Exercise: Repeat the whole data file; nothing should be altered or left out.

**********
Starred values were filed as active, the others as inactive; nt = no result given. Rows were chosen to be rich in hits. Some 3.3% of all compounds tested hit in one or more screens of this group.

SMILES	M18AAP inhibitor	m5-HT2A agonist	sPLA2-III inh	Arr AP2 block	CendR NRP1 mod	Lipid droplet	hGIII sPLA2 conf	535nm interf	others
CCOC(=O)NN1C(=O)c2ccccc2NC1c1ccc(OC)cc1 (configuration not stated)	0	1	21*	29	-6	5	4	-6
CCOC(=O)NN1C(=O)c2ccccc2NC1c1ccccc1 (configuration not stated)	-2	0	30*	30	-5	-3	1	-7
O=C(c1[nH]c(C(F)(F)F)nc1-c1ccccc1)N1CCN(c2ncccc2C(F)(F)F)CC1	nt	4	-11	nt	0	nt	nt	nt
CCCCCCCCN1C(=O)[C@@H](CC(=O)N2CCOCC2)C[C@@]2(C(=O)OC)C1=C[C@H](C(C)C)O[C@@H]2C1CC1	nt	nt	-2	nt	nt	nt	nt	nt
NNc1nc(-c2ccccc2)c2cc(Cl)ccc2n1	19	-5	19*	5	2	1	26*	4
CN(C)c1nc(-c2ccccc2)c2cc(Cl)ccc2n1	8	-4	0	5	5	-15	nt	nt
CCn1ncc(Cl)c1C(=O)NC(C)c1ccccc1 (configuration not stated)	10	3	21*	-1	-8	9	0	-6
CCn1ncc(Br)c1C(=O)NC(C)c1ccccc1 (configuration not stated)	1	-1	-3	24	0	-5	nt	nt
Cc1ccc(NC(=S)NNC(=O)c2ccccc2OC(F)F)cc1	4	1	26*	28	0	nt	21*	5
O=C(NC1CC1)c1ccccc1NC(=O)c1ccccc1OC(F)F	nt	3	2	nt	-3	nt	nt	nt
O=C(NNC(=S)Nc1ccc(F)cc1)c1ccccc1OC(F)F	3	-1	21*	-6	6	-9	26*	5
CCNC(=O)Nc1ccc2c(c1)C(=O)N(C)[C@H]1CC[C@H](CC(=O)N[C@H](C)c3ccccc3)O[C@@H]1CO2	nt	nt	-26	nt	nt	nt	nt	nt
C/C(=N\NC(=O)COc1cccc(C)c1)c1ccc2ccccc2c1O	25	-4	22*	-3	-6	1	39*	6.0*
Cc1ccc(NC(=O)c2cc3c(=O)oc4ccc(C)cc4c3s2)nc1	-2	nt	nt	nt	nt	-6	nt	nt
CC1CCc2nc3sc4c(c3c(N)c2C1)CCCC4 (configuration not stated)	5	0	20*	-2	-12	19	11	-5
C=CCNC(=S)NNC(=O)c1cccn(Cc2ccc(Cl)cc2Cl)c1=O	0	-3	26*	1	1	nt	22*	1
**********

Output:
Starred values were filed as active, the others as inactive; nt = no result given. Rows were chosen to be rich in hits. Some 3.3% of all compounds tested hit in one or more screens of this group.

SMILES	M18AAP inhibitor	m5-HT2A agonist	sPLA2-III inh	Arr AP2 block	CendR NRP1 mod	Lipid droplet	hGIII sPLA2 conf	535nm interf	others
CCOC(=O)NN1C(=O)c2ccccc2NC1c1ccc(OC)cc1 (configuration not stated)	0	1	21*	29	-6	5	4	-6
CCOC(=O)NN1C(=O)c2ccccc2NC1c1ccccc1 (configuration not stated)	-2	0	30*	30	-5	-3	1	-7
O=C(c1[nH]c(C(F)(F)F)nc1-c1ccccc1)N1CCN(c2ncccc2C(F)(F)F)CC1	nt	4	-11	nt	0	nt	nt	nt
CCCCCCCCN1C(=O)[C@@H](CC(=O)N2CCOCC2)C[C@@]2(C(=O)OC)C1=C[C@H](C(C)C)O[C@@H]2C1CC1	nt	nt	-2	nt	nt	nt	nt	nt
NNc1nc(-c2ccccc2)c2cc(Cl)ccc2n1	19	-5	19*	5	2	1	26*	4
CN(C)c1nc(-c2ccccc2)c2cc(Cl)ccc2n1	8	-4	0	5	5	-15	nt	nt
CCn1ncc(Cl)c1C(=O)NC(C)c1ccccc1 (configuration not stated)	10	3	21*	-1	-8	9	0	-6
CCn1ncc(Br)c1C(=O)NC(C)c1ccccc1 (configuration not stated)	1	-1	-3	24	0	-5	nt	nt
Cc1ccc(NC(=S)NNC(=O)c2ccccc2OC(F)F)cc1	4	1	26*	28	0	nt	21*	5
O=C(NC1CC1)c1ccccc1NC(=O)c1ccccc1OC(F)F	nt	3	2	nt	-3	nt	nt	nt
O=C(NNC(=S)Nc1ccc(F)cc1)c1ccccc1OC(F)F	3	-1	21*	-6	6	-9	26*	5
CCNC(=O)Nc1ccc2c(c1)C(=O)N(C)[C@H]1CC[C@H](CC(=O)N[C@H](C)c3ccccc3)O[C@@H]1CO2	nt	nt	-26	nt	nt	nt	nt	nt
C/C(=N\NC(=O)COc1cccc(C)c1)c1ccc2ccccc2c1O	25	-4	22*	-3	-6	1	39*	6.0*
Cc1ccc(NC(=O)c2cc3c(=O)oc4ccc(C)cc4c3s2)nc1	-2	nt	nt	nt	nt	-6	nt	nt
CC1CCc2nc3sc4c(c3c(N)c2C1)CCCC4 (configuration not stated)	5	0	20*	-2	-12	19	11	-5
C=CCNC(=S)NNC(=O)c1cccn(Cc2ccc(Cl)cc2Cl)c1=O	0	-3	26*	1	1	nt	22*	1